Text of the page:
It is still the old neighbour's house wall behind and the juniper was so small.

The tall Sedum telephium 'Autumn Joy' justifies its name. It is not yet in full bloom but, it is already full of busy bees.

Walnut collecting is in order.

Liriope muscari

Fuchsia magellanica, the hardy one.

Saturday, 5 September 2015

Rainy Day

This morning at 5.50.

It's been raining finally. I was only collecting slugs between the two rainfalls. I haven't killed too many of them. The slug pellets I distributed some days ago did the job.

But, what's with the birds? They ate all my endive seedlings a month ago. I planted the new set of seedlings yesterday. I did not have to cover the lettuce seedlings ever before. 

The Chinese cabbage germinated very well. 

The Japanese Persimmons grow bigger. There are only seven fruits left. I read that fruit shedding is a common problem in young trees. 

Saturday, 29 August 2015

Just a Few Garden Notes

I have to pick up the hazelnuts before the squirrels do! 

Tomato harvest continues.

Autumn is knocking on the door.  

The south border needs a total make-over. Lots of hard work. I am to take all plants out, dig the ground, add compost and organic manure. Finally, I am to plant a new border according the plan I made.

Monday, 17 August 2015

Some Rain, Please

The scorched grass and Magnolia shedding the leaves.

People take many things for granted, like rain, for example. But, the things are quite different. Even when the weatherman says it is going to rain tomorrow, it doesn't mean it will. So, I have been watching the cloudy skies ever since Friday night, but not a single drop fell until this very moment. It has just started to fall. I have never thought I would be so happy. Yesterday was the natural disaster declared because of the drought for my county. There will be significant damages in agriculture. Yes, the irrigation systems help but, one has to let water in. But, where is the water when we haven't seen the proper rain for months? Oddly enough, only this part of Croatia suffers such a dry weather. In my opinion, whoever denies the climate changes has wrong.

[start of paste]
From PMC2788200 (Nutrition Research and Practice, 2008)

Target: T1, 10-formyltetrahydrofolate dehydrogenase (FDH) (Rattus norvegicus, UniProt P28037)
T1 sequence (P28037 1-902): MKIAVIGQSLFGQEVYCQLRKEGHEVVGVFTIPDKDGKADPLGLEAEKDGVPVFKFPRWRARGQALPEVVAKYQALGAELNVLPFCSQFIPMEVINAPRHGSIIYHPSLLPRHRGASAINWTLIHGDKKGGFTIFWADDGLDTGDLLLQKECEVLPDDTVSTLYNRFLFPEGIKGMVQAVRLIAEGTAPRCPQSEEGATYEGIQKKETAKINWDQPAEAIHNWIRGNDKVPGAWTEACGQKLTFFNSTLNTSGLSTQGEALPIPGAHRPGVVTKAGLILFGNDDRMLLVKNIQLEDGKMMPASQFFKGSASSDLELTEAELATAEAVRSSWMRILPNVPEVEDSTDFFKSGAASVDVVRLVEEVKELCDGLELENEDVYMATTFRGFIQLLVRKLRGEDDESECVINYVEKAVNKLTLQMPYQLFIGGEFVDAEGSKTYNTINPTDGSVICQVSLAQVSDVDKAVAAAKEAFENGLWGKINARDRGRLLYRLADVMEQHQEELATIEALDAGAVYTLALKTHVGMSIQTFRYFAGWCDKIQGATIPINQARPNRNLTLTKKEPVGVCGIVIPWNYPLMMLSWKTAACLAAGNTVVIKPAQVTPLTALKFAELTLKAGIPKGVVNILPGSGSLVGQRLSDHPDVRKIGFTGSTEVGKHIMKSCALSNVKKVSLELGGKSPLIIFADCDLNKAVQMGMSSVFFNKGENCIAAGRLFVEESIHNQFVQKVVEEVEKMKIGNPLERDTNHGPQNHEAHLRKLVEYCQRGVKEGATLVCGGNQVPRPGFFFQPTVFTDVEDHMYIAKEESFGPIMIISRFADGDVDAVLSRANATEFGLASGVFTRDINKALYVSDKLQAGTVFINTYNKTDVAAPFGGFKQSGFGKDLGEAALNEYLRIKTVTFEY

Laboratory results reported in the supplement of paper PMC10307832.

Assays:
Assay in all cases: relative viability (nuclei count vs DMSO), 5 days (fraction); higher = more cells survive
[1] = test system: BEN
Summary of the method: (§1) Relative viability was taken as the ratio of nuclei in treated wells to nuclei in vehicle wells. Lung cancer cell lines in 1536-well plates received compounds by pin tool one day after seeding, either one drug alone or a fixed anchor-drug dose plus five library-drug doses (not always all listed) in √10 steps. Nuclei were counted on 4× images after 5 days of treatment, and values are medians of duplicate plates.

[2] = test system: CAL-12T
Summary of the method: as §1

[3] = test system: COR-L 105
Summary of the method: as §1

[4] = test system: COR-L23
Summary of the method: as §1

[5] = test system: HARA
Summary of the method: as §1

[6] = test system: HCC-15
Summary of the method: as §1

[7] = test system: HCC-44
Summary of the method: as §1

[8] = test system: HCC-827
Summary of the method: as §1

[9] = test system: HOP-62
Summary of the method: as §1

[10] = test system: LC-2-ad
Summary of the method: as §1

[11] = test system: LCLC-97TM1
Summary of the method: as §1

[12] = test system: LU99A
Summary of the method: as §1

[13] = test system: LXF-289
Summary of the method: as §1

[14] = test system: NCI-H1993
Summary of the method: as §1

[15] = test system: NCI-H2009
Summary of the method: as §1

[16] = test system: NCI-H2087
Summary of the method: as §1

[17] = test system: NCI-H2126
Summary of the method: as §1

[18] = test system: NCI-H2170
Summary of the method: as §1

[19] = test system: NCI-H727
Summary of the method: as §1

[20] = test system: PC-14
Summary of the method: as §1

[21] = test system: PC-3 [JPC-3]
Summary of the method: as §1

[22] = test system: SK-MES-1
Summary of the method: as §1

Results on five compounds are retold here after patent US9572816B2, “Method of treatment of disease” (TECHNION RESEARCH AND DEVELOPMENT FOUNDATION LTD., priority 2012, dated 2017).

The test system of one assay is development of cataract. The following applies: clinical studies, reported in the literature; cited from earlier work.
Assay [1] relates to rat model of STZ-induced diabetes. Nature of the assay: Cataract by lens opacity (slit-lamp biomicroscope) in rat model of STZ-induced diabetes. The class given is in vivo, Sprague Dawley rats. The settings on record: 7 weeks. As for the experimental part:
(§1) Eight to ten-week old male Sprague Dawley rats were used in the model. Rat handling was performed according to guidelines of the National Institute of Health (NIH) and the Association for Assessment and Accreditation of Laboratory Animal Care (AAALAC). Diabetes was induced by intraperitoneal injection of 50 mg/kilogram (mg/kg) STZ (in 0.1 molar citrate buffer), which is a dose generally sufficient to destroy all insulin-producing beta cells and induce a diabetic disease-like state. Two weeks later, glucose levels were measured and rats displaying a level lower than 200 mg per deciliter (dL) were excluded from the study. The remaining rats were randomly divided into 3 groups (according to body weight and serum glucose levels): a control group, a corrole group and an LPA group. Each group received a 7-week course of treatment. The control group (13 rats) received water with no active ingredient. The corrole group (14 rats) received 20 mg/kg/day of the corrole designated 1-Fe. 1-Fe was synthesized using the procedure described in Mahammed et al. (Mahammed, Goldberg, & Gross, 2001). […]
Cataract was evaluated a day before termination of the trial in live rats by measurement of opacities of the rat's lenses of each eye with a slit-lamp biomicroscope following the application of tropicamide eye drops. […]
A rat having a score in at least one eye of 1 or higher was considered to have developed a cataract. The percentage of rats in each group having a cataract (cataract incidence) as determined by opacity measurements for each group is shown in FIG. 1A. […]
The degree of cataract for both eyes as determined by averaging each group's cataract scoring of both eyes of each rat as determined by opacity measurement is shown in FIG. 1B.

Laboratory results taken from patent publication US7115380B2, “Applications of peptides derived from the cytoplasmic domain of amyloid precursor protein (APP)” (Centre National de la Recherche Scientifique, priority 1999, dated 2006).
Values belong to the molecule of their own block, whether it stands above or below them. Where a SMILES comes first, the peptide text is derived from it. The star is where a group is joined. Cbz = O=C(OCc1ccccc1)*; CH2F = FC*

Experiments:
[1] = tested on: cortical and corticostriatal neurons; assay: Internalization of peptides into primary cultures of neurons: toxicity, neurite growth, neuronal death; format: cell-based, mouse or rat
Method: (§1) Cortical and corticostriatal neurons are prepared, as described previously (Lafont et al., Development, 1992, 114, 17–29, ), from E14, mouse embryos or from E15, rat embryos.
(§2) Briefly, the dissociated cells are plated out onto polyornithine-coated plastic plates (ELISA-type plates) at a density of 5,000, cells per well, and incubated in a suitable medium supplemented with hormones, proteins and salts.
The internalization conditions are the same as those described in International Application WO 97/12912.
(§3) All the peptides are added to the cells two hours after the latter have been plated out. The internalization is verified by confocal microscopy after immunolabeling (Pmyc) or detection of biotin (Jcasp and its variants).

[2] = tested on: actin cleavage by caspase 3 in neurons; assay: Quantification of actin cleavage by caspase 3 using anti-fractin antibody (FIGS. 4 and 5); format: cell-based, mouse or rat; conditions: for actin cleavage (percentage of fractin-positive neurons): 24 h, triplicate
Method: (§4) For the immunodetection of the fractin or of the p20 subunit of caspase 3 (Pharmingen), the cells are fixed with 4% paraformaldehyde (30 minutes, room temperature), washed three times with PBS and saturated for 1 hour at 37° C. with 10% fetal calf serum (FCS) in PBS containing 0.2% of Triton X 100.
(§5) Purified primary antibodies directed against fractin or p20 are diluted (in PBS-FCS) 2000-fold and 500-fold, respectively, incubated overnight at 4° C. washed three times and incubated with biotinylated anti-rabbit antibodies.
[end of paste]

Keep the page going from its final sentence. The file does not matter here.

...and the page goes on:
I hope the rain will fall long enough to water the garden properly.

I water my vegetable garden every other day. It keeps rather well all things considering. I harvest tomatoes every day. I cannot eat them all so, I am going to collect some more and cook tomato salsa for winter. Those big boys above weight about 700 g (20 oz) each.

As you can see, slugs don't mind the hot and dry weather. They ate this Hosta almost overnight. They prefer this one with tender leaves, Hosta plantaginea. The other Hostas in my garden looks well.

The Hibiscus I got last year is flowering for the first time. The flowers are really big - 20 cm!

Wednesday, 12 August 2015

Squashes, Tomatoes and Aronia

I picked up the very first 'Hokkaido' squashes yesterday. The squash soup with some sour cream was my supper accompanied with toasted bread. 
This morning I harvested tomatoes. I have several kinds and love them mostly in salads. I prefer to eat fresh raw vegetables as much as I can.

I finally picked up Aronia berries before the bird have noticed them. Last year they literally ate all of them overnight. They are very sour to taste, make your mouth pucker. I decided to process them and made some jam. Aronia is meant to be very good to one's general health being rich in pigments with high antioxidative activity.

Our investigations have demonstrated a remarkable hepatoprotective, a very good gastro-protective and a pronounced anti-inflammatory effect of Aronia melanocarpa fruit juice in rats as well as a bacteriostatic activity in vitro against Staphylococcus aureus and Escherichia coli and an antiviral activity against type A influenza virus. Research of other authors has demonstrated that Aronia melanocarpa anthocyanins can normalize the carbohydrate metabolism in diabetic patients and in streptozotocin-diabetic rats, have an in vitro antimutagenic activity and exhibit a distinct immunomodulatory activity in human lymphocyte cultures and in patients with breast cancer, suppress the growth of human HT-29 colon cancer cells, inhibit the N-nitrosamine formation in rats and decrease the toxicity and cumulation of cadmium in liver and kidneys. Currently, there are no data in the literature about any unwanted and toxic effects of Aronia melanocarpa fruits, juice and extracts.